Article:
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Hymenoxys texana facts for kids

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Hymenoxys texana
Texas Prairie Dawn 02.jpg
Hymenoxys texana
Conservation status

Imperiled (NatureServe)
Scientific classification
Kingdom:
(unranked):
(unranked):
(unranked):
Order:
Family:
Genus:
Hymenoxys
Species:
H. texana
Binomial name
Hymenoxys texana
(J.M.Coult. & Rose) Cockerell
Synonyms
  • Actinea texana (J.M.Coult. & Rose) Cory
  • Actinella texana J.M.Coult. & Rose 1891
  • Picradenia texana (J.M.Coult. & Rose) Greene

Hymenoxys texana is a rare species of flowering plant in the aster family known by the common names prairie dawn, Texas prairie dawn-flower, and Texas bitterweed. It is endemic to Texas, where it is known only from the general vicinity of Houston. It is threatened by the loss of its habitat. It is a federally listed endangered species of the United States.

Hymenoxys texana is an annual herb with delicate reddish or purplish stems growing only 10 or 15 centimeters (4-6 inches) tall. The leaves have rubbery, glandular blades which may be simple or divided into lobes, particularly at mid-stem. The inflorescence is a solitary flower head or an open cluster of several heads. Each head is under a centimeter wide and has 6 to 8 yellow ray florets each 2 or 3 millimeters long. The ray florets are often tucked behind the phyllaries. The center of the head has 30–75 tiny disc florets.

Hymenoxys texana grows only in the grasslands of the Gulf Coastal Plain in Texas. It can be found on open, barren stretches of saline sandy soil at the base of Mima mounds. The soil is often coated with a slick of algae (Nostoc sp.) during the wet season. The soil dries, cracks, and becomes powdery in the dry season. Few other plants occur on this substrate, but prairie dogshade (Limnosciadium pumilum) can sometimes be associated.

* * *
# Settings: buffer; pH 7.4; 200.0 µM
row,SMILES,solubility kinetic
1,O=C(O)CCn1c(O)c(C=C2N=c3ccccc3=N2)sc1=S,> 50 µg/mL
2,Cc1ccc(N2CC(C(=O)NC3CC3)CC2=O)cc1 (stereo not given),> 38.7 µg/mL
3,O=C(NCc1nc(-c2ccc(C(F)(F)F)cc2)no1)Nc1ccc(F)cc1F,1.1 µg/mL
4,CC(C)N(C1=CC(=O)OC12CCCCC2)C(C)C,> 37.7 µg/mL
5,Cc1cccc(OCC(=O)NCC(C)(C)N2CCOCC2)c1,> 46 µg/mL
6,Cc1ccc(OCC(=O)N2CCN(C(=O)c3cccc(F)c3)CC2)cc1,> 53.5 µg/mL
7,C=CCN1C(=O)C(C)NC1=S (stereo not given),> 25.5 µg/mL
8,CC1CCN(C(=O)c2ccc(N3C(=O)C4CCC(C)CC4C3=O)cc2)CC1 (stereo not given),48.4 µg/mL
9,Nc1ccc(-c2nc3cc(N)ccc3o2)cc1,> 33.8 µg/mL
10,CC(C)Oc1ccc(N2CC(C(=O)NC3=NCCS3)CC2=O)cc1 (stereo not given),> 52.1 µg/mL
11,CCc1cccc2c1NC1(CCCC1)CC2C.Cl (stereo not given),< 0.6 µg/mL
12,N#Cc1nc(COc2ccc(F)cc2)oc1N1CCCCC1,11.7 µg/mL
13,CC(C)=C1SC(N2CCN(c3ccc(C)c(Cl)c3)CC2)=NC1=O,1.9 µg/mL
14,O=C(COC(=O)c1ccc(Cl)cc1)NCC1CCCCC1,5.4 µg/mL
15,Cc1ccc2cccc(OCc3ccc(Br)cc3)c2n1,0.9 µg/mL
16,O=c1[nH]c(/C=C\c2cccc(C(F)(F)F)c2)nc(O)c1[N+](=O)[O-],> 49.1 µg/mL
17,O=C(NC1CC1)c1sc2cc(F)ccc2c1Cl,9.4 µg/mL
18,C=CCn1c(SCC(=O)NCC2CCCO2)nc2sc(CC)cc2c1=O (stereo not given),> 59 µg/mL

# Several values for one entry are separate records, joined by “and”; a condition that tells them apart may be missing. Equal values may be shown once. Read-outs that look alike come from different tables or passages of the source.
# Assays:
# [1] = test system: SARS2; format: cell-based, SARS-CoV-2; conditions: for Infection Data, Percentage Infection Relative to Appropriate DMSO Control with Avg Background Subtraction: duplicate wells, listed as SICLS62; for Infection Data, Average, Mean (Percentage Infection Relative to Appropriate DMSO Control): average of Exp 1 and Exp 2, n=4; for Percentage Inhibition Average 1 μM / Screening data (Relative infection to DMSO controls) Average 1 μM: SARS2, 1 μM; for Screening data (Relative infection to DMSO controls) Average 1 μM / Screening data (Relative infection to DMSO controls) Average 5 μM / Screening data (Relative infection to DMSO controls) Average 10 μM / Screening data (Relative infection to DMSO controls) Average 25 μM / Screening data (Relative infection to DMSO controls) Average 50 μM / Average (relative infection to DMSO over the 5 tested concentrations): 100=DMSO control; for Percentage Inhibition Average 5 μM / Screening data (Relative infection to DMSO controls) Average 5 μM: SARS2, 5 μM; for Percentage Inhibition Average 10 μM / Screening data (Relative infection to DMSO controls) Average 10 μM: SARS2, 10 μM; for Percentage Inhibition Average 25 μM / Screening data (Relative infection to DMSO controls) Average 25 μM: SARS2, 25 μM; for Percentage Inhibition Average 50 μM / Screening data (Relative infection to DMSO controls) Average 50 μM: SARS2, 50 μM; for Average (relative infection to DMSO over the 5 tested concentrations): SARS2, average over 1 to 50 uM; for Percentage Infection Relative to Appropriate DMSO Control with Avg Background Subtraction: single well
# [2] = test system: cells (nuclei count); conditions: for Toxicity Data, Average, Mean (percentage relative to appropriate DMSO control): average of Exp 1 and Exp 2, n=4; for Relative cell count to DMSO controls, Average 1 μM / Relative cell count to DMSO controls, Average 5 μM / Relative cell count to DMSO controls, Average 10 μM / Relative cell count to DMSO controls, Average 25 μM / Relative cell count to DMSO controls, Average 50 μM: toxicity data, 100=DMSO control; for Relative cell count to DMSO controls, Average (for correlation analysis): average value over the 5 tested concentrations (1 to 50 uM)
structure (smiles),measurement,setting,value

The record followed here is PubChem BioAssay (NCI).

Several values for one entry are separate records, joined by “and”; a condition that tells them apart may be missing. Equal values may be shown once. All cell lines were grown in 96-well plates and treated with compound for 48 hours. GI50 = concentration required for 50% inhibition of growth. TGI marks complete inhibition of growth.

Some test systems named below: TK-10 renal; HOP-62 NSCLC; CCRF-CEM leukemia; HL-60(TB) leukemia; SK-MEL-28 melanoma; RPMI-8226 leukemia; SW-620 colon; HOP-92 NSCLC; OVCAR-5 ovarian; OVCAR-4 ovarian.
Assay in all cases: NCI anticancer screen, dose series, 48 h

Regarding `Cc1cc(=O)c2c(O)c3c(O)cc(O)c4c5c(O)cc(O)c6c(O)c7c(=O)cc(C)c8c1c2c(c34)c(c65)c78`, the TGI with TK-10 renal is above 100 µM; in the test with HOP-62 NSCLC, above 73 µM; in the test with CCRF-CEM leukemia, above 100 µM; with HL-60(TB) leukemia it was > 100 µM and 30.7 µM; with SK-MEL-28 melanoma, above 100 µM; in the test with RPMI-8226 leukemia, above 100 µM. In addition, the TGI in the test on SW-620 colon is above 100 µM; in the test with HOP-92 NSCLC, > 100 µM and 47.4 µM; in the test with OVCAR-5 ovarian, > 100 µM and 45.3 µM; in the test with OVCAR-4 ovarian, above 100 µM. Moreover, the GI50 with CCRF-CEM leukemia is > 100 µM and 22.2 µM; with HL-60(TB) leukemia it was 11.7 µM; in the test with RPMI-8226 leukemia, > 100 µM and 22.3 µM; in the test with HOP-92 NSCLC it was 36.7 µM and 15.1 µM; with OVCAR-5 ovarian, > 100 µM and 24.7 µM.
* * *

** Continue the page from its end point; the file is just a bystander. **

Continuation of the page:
Hymenoxys texana is known only from Harris and Fort Bend Counties in Texas. It was first described in 1891 from a specimen taken near Hockley. Few specimens were noted after this and by 1979 the species was thought to be extinct. Just two years later it was relocated. Today there are about 50 known populations, but most all of these are endangered by the destruction and degradation of their habitat. Most of the occurrences of the plant are within or near the Houston metropolitan area, which is undergoing rapid growth. Habitat is being claimed for residential and other development.

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Hymenoxys texana
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Hymenoxys texana
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